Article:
The unit vector notation used in Engineering mathematics is wonderfully simple and powerful.

Imagine we have a position in the x/y plane, lets call it P, and we want to form a vector from the origin to this point. We call that position vector

**OP**.

Lets say that P is located at x=2 and y=3, now we can draw a line from the origin to P and put an arrow head along it. We have a vector.

Now lets define the unit vector (i.e. one unit in a particular direction) in the x direction as

**and the unit vector in the y direction as**

*i***.**

*j*We can now say OP = 2

*+*

**i***3*

**j.**Lets try a few things ....

What is the magnitude of this vector ?

If we draw a right angled triangle from

**OP**, we can quickly see that the magnitude of OP must be equal to the square root of (2 squared + 3 squared) = sqrt(13).

What is the unit vector of

**OP**?

It must be

**OP**/sqrt(13) i.e. one unit in the direction of

**OP**.

What about if we want to add another vector (

**OQ**= 4

**+ 1**

*i***) to**

*j***OP**?

**+**

OP

OP

**OQ**= (4 + 2)

**+ (3 + 1)**

*i***= 6**

*j***+**

*i***4**.

*j*What if I want to find the vector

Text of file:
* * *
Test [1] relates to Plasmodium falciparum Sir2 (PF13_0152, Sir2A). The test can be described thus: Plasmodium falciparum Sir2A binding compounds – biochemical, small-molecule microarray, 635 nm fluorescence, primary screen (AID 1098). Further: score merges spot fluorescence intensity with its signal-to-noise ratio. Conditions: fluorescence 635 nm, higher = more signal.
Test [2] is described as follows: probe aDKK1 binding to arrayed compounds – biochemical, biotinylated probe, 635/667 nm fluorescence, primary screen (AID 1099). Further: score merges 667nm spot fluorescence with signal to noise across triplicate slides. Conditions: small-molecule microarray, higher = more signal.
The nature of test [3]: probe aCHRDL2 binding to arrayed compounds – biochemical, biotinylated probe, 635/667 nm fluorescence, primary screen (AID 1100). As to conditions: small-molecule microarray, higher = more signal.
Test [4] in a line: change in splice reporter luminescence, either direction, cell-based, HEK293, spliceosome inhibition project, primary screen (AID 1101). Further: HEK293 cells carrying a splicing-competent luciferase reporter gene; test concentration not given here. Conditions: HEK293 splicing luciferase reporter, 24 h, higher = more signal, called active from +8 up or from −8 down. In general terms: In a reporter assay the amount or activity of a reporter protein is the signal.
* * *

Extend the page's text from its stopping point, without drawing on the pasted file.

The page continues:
**QO**?

**= -**

QO

QO

**OQ**= -(4

*+*

**i***1*) = -

**j****4**-1

*i*

*j*What about if we want to find the vector

**PQ**?

We use the head to tail rule and say

**PO**+

**OQ**=

**PQ**= -(2

**+ 3**

*i***) + (4**

*j***+ 1**

*i***) = 2**

*j***- 2**

*i*

*j.*
This approach makes the whole problem of manipulating vectors easy and more powerful than constantly referring to angles and scalar qauntities.

First comment. And yes, sir, now you may have your "sastifaction" and may laugh loudly in your wife's face [this blog has been made in 2009, so I would presume this would be a pretty big comeback for you]. And may I also ask for a favor in return, please try to maybe use pictures in your explainations/examples? When I read on the computer, I tend to skim through and I don't really picture the vector positions.

ReplyDeleteThanks, frank_walker007